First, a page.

The will of the American people is being subordinated to the demands of giant money-making machines called global corporations that can now spend or threaten to spend unlimited amounts of money in support of any politician.
While their brethren parade to Capitol Hill, three bankers are pioneering new ways to invest in forest preservation, invent disruptive technologies for a clean energy system, and create a price on carbon.
I wonder what it must feel like to be BP CEO Tony Hayward, the most besieged person on the planet and the biggest poster boy for corporate irresponsibility in the wake of an oil spill that's ultimately his personal fault.
For decades we have engaged in a type of capitalism that is simply unsustainable, an approach to industry that is not only bad in some ethical sense, but also fundamentally impractical in a business sense.
The odds are that this spill won't actually be that big of a historical moment. I'm not a cynic, but there's something extraordinarily resilient about Americans' collective indifference to holding people and organizations accountable.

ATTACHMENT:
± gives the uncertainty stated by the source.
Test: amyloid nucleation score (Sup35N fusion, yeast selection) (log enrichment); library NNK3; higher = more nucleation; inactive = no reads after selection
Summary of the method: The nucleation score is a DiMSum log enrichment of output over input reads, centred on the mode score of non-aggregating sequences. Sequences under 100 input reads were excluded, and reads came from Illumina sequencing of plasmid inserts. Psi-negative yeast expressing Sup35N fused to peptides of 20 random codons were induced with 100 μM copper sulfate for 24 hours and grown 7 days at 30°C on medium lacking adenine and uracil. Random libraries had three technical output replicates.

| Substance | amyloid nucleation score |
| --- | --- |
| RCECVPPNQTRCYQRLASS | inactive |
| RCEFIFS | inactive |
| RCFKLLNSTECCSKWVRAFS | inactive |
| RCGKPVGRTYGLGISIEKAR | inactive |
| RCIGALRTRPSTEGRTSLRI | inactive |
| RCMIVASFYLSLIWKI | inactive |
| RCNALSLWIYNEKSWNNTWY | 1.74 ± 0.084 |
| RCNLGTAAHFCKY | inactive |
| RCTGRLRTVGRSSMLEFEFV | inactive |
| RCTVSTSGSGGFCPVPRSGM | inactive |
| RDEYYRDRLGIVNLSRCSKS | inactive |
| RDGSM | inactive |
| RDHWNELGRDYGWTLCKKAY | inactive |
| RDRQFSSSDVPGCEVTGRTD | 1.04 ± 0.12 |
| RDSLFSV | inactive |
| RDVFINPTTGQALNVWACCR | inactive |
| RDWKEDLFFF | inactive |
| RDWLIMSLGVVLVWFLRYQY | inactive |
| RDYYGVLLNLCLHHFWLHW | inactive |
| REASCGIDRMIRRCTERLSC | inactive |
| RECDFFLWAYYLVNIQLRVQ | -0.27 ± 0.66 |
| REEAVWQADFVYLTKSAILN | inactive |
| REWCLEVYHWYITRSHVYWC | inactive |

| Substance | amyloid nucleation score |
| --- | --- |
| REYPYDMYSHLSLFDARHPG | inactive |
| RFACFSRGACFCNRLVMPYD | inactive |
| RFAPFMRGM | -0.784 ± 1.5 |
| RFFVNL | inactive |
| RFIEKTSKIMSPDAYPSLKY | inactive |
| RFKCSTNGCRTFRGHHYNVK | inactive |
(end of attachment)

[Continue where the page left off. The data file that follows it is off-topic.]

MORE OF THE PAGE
Regardless of how the investigation pans out, it seems that "criminal" may not end up being the right word to describe BP. That term doesn't fully encapsulate the frightening nature of this corporation.
We can't assume that companies like BP and Halliburton will spend the time and money to ensure environmental safety, just like we have learned the hard way that Wall Street will not safeguard our life savings.
The oil spill highlights the inadequacies of our present system. We need a system where large, systemically relevant firms pay into a transparently managed national clean up and environmental restitution fund.
Most CEOs agree that over the course of the last decade, it has become more important for firms to show that they are socially responsible. The case for corporate social responsibility is based on a few simple premises.
Leaving often seems like the clear-cut ethical winner in this debate. There often is, however, a case for companies to stay as well, especially if they can help usher in greater respect for human rights.
What strikes me about the Mahabharata is the emphasis on character development and integrity before skills are bestowed. Were this rule applied in business schools today, the BP rig leak may never have happened.
To create a better future, leaders and aspiring leaders must first envision their company as an authentically "good company" -- and then summon the creativity and the resiliency to overcome the obstacles that await.